Ender's Game by Orson Scott Card | Teen Ink

Ender's Game by Orson Scott Card

December 2, 2013
By Huali McCollough BRONZE, Keaau, Hawaii
Huali McCollough BRONZE, Keaau, Hawaii
1 article 0 photos 0 comments

About three weeks ago, I watched Ender’s Game in theaters after reading the book first. Basically, it’s about a smart and compassionate young boy named Ender Wiggin who is chosen to help fight an alien race called the Buggers, or Formics, who have attacked Earth, twice. In preparation for the next attack, Colonel Graff, Major Anderson, and the International Fleet (IF) are training only the best young minds to save the world. They need the right balance of violence and compassion, and they need to be smart and know many different battle strategies. Arriving at Battle School, Ender is easily known as the best, and eventually wins respect from his peers. Ender is soon promoted to Command School and is trained by Mazer Rackham, the original hero to Earth. He is trained to, unknowingly; lead his fellow soldiers into a war that ends up saving the human race.

In the movie, some people missing were Shen, his friend in the Lauchies with the wiggly butt; Rose the Nose, the inappropriate commander of the Rat Army; and Abra, the boy that Ender went exploring with on the bugger world in the end of the book. In the movie, they completely left out the concept of Locke and Demosthenes, meaning they left out all the parts of conversation between Valentine and Peter. I think they did that just to get to the point of Ender?s story. They left out the part when Ender broke Bernard?s arm at the Launch, and they made Bean his friend from the start. They left out going into the Rat Army, and they modified his Mind Game, leaving out how many times he died. Another thing they left out was Command School and how he went a little crazy locked in his room and playing the simulator. Like I said before, I think they did that to just get to the point of the story. Most of the things they left out were maybe just suspense and enhancement to make the story either more interesting or more drawn out. In the movie, they didn’t say pinprick and farthead as much as they did in the book, and limited the violence that was in the book, probably so they could make it PG-13.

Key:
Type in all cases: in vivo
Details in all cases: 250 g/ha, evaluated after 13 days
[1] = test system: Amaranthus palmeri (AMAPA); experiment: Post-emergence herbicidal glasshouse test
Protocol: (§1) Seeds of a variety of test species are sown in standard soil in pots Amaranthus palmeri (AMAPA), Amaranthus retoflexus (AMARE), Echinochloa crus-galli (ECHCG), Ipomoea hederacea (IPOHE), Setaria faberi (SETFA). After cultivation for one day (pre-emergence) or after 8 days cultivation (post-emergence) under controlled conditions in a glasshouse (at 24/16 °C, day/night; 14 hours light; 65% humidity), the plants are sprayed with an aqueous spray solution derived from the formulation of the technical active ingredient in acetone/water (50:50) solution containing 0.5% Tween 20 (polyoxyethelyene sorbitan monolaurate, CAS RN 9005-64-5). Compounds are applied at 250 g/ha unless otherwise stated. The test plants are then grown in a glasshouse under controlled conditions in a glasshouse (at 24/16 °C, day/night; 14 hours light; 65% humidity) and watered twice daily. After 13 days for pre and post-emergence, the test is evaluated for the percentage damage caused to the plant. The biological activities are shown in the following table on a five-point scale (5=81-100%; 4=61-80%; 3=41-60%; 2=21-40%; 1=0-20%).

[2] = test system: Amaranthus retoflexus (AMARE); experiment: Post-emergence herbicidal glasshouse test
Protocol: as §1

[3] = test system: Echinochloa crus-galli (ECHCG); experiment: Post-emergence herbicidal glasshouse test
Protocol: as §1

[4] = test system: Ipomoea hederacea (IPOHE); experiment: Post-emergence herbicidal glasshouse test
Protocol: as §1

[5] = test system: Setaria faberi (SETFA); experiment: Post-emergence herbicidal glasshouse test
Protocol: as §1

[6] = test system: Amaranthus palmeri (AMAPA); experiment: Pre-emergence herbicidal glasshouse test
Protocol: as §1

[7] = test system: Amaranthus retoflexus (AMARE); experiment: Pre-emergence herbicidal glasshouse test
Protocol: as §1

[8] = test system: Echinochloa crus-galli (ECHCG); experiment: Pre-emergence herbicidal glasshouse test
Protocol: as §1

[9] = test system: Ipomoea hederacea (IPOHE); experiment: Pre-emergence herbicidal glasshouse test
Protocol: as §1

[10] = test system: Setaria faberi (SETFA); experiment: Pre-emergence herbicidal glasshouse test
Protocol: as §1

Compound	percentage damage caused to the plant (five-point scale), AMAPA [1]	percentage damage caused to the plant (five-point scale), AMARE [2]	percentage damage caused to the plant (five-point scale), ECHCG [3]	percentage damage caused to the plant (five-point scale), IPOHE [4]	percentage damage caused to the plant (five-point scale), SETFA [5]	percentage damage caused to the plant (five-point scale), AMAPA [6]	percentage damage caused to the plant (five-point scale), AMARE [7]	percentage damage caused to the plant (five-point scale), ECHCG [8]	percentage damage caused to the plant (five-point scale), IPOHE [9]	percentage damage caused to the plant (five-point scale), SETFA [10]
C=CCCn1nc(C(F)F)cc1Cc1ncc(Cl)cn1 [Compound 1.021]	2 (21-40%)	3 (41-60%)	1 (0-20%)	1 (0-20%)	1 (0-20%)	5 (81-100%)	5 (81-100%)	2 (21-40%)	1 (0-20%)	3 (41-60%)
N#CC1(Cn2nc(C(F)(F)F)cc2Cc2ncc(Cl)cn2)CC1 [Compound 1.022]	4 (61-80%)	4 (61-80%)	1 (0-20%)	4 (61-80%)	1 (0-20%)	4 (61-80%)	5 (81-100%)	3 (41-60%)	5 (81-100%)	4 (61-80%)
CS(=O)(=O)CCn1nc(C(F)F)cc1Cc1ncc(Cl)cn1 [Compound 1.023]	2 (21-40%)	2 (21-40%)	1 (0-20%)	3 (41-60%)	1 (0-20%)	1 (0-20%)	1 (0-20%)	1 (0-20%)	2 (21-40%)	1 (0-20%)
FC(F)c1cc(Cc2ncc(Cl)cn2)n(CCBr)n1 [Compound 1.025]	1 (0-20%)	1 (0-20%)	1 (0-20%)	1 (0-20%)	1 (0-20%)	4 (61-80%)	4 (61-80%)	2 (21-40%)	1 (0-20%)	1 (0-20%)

In my opinion, the book was better. Even though most of it was very confusing and I was very lost, it was much more detailed, and for the most part, I understood the general story. The movie left out many important parts that enhanced the story, yet somehow made what was left of it easier to understand. In many cases, the book is always better than the movie because the book is awesome in itself, and the way the movie portrayed it ruins the imagery that the reader might have had. This is how I feel about the movie. I had a mental image from what the book told me, and the movie was a lot more different. Just in general, I think the book was better. But that?s just my opinion. What do you think?

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